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Thurston, L. (1994). Malcolm Bowie, Lacan Cambridge, MA: Harvard University Press, 1991, 244 pages, £15.95 (cloth). Published by Fontana in paperback, £4.99. Free Associations, 4(4):605-609.

(1994). Free Associations, 4(4):605-609

Malcolm Bowie, Lacan Cambridge, MA: Harvard University Press, 1991, 244 pages, £15.95 (cloth). Published by Fontana in paperback, £4.99

Review by:
Luke Thurston

The exegesis of Lacan has become an industry. If Freud's publications failed to arouse much interest at first, when they eventually did so they gave rise to denunciation or enthusiasm — to conviction of all kinds. It is as if Lacan's work, by contrast, remains perpetually stalled at an earlier stage, a time of indecision and anxiety in which no interpretative closure is possible. Meanwhile, an eager horde of exegetes rush forward, each claiming to provide an introduction to the Lacanian ‘system’, to penetrate the dense stylistic fog which veils it, and thus reveal the essential message. What is frequently remarkable about these ‘introductions’ is that they appear to be untroubled by the ambiguity of the genitive in the phrase ‘the exegesis of Lacan’. For to interpret Lacan is not simply to interpret Lacan. From its outset, Lacan's project was propped on the texts of Freud — rereading, displacing, transforming. At the same time, it constituted a polemical intervention in the debate surrounding training and transmission in psychoanalysis. What did it mean, asked Lacan, to be a Freudian? How could the ‘truth’ of Freud's legacy be salvaged, protected, passed on? Such questions, initially posed as challenges to the psychoanalytic community, should take on a special urgency for anyone seeking to make sense of Lacan with a view to transmitting or translating his teaching.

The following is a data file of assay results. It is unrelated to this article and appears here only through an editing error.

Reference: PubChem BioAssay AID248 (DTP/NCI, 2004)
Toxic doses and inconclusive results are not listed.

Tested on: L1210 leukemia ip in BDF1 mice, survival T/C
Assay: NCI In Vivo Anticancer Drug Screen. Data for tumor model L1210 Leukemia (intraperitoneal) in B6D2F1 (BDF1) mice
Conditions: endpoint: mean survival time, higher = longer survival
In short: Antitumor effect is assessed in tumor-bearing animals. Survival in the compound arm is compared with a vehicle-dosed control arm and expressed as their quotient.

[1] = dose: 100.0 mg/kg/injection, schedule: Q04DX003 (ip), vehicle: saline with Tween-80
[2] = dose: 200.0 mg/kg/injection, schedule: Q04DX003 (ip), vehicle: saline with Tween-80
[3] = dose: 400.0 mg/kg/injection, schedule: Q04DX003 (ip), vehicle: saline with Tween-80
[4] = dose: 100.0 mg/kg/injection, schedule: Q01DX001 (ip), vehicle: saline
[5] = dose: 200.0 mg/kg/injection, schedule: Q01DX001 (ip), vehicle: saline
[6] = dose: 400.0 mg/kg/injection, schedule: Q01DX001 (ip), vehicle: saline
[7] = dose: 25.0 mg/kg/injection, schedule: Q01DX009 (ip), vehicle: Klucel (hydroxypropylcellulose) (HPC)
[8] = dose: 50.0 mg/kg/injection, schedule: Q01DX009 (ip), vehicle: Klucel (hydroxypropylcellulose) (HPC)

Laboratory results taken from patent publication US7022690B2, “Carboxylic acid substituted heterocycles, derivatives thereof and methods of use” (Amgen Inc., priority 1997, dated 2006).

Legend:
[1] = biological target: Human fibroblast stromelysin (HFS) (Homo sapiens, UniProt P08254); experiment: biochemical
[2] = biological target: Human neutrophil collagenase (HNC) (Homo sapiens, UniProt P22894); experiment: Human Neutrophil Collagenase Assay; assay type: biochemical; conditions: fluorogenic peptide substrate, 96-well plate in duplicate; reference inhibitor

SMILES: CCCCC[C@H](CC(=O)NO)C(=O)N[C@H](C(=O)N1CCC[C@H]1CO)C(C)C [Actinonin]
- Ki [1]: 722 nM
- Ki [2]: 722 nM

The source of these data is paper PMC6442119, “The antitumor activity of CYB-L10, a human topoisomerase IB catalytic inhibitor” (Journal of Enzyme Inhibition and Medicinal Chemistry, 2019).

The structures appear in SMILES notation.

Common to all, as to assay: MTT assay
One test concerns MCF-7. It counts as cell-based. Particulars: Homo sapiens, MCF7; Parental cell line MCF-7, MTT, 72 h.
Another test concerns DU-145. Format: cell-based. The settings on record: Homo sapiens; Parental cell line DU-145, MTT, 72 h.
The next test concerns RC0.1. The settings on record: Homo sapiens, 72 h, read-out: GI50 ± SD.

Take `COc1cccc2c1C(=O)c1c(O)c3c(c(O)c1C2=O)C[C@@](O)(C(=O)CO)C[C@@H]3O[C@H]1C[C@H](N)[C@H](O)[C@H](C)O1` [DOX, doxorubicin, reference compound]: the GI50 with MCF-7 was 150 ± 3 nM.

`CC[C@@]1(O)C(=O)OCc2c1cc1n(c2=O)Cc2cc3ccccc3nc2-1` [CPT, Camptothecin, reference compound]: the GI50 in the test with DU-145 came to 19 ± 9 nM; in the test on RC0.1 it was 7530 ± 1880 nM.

Reading Lacan, one encounters first and foremost a set of immensely influential and no less controversial readings of Freud.

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